‘He said, Marie,
Marie, hold on tight. And down we went.
In the mountains, there you feel safe.
I read, much of the night, and go south in the winter.’
‘Marie Lloyd’s death is a significant moment in English history,’ wrote Eliot, in autumn 1922. ‘It has had a depressing effect.’ Less than a week after her funeral, The Waste Land was first published. Beyond this coincidence, there is a deep and surprising relationship between Marie Lloyd, T. S. Eliot and Eliot’s poetry. Eliot loved popular song and music-hall in particular – his brand of modernism aspired to the collaborative quality of the music-hall; his poetic imagination and ear were haunted by its rhythms and the slipperiness of its disguised meanings and double entendres.
Using many of Marie Lloyd’s greatest songs, The Waste Land and other more surprising Eliot poems, Marie, Marie, Hold on Tight! is a sort-of-musical that marks the centenary of Marie Lloyd’s death and The Waste Land’s birth and which could really only be staged at Wilton’s. It tells the very funny and moving story of the unlikely relationship between the work of two unhappy people and great artists.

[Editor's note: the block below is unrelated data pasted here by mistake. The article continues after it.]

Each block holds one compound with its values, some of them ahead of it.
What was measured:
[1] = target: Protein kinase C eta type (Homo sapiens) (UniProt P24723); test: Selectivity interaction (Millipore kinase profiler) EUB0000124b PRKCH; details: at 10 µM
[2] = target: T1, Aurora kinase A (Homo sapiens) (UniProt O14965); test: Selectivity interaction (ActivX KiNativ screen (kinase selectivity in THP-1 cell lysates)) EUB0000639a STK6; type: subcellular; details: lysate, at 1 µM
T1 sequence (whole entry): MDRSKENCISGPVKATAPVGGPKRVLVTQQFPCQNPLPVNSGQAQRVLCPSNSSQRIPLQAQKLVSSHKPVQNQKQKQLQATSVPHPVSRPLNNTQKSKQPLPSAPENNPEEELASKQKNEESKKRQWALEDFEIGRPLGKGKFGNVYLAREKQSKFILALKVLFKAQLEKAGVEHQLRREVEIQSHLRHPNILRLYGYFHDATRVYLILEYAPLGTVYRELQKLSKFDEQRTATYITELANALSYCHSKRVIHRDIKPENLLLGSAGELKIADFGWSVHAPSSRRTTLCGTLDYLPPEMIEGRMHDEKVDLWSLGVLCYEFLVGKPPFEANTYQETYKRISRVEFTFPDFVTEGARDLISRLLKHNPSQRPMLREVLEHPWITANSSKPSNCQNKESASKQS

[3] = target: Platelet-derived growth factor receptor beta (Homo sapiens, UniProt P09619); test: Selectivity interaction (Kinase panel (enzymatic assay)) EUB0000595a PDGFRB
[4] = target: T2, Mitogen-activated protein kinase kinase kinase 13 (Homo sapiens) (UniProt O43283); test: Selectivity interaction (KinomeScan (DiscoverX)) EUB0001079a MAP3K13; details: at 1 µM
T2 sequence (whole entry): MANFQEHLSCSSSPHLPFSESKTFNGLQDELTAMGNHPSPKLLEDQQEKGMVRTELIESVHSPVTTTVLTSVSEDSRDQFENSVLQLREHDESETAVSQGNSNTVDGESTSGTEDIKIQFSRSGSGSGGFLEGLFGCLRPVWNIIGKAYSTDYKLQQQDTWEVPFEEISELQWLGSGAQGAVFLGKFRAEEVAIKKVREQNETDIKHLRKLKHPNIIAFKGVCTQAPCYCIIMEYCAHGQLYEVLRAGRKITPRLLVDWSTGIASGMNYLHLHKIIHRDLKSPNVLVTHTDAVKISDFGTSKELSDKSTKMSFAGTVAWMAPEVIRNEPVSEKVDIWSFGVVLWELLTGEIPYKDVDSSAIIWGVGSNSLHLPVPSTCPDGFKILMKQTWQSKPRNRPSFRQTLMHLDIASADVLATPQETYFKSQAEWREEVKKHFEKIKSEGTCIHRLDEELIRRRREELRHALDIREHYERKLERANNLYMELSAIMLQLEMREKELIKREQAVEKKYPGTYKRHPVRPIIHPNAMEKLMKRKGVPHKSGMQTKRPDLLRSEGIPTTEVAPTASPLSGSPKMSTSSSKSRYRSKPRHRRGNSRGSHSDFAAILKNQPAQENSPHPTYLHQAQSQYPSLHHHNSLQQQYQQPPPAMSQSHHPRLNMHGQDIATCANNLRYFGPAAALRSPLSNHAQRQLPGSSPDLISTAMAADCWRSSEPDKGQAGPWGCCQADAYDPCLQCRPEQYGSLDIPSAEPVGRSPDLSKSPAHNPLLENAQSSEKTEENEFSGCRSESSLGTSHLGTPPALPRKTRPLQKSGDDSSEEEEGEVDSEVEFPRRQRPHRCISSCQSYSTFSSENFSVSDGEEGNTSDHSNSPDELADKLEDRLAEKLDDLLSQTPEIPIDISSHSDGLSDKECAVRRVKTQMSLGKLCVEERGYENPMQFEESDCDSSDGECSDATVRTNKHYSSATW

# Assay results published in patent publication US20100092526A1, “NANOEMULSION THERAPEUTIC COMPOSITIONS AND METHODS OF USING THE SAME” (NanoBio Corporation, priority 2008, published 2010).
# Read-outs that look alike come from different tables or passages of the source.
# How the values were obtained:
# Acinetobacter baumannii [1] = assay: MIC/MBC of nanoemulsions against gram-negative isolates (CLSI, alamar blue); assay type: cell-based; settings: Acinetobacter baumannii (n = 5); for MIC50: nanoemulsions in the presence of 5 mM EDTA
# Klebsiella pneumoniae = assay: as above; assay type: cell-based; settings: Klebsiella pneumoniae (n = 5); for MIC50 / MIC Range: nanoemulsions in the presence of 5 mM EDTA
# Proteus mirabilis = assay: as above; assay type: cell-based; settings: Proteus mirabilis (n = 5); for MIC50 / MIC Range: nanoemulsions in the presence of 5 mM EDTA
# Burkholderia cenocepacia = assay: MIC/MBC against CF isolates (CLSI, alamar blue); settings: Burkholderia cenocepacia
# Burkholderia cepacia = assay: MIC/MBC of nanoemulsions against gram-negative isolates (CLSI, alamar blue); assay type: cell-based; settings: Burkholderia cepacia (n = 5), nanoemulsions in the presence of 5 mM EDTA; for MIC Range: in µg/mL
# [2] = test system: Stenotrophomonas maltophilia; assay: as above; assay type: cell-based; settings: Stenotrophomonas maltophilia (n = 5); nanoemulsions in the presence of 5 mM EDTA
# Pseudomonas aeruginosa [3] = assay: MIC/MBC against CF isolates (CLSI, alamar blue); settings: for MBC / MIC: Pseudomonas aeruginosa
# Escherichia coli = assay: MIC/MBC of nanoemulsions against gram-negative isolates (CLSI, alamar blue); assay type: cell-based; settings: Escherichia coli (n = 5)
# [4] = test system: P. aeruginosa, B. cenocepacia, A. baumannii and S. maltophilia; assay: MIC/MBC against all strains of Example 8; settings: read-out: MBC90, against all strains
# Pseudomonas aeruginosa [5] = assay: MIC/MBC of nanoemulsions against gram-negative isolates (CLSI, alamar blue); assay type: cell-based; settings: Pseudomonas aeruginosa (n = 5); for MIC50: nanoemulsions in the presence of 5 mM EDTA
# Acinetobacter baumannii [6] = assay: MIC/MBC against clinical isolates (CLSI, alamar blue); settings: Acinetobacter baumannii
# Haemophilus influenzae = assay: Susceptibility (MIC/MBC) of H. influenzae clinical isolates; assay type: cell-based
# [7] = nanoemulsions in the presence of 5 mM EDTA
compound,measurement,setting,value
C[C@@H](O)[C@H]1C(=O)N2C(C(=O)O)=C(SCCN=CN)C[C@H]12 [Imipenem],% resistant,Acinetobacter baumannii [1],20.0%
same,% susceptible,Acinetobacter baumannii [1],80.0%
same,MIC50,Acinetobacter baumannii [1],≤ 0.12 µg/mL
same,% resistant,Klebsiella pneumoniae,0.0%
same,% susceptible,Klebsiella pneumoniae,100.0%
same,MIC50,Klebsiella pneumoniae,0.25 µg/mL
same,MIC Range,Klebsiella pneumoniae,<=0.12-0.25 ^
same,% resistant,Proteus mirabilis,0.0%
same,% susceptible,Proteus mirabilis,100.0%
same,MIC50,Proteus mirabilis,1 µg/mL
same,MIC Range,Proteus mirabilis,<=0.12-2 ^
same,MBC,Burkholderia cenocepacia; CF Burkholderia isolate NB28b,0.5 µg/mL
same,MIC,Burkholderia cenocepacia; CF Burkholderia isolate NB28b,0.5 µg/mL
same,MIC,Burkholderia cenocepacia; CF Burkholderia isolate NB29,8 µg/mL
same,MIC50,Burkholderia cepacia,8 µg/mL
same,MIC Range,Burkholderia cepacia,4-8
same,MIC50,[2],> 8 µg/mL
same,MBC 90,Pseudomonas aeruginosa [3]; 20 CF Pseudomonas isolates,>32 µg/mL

Jenna Russell (Marie Lloyd) is renowned for her Sondheim work, having appeared in Into the Woods, Merrily We Roll Along (Olivier Award nomination) and having won an Olivier Award for Sunday in the Park with George, for which she was also nominated for a Tony Award. She starred with Sheila Hancock in Grey Gardens at the Southwark Playhouse, played the part of Michelle Fowler in Eastenders & most recently was acclaimed as Edith Piaf in Piaf.
The part of a young T.S. Eliot will be played by Luke Thallon. Luke is one of the most exciting young actors on the London stage. He was nominated for the Evening Standard’s Emerging Talent Award for Albion (Almeida), and gave a standout performance in Patrick Marber’s Pinter at the Pinter triple-bill and Tom Stoppard’s Leopoldstadt (West End), for which he received the Clarence Derwent Award, and most recently After Life (National) and Camp Siegfried (Old Vic), opposite Patsy Ferran.
Tom Hanson plays Eliot’s character Sweeney. Tom’s TV credits include Sky’s Brassic, Stephen Merchant’s The Offenders, Park Chan-Wook’s The Little Drummer Girl and The Tunnel. In theatre, notable appearances include Kenneth Branagh’s Romeo and Juliet – he also appeared in Branagh’s film adaptation of Murder on the Orient Express – Laura Wade’s Posh and Shaw’s Misalliance.
Dead Poets Live
Dead Poets Live have gained a reputation for presenting poetry in vivid and meaningful ways, using context, analysis, dramatization, interaction and some of the country’s finest actors – Glenda Jackson, Tom Hiddleston, Juliet Stevenson, Rory Kinnear, Denise Gough, Toby Jones – to help communicate great poems.
“The most important surviving early music hall to be seen anywhere… It is of outstanding architectural and archaeological significance” – The Theatres Trust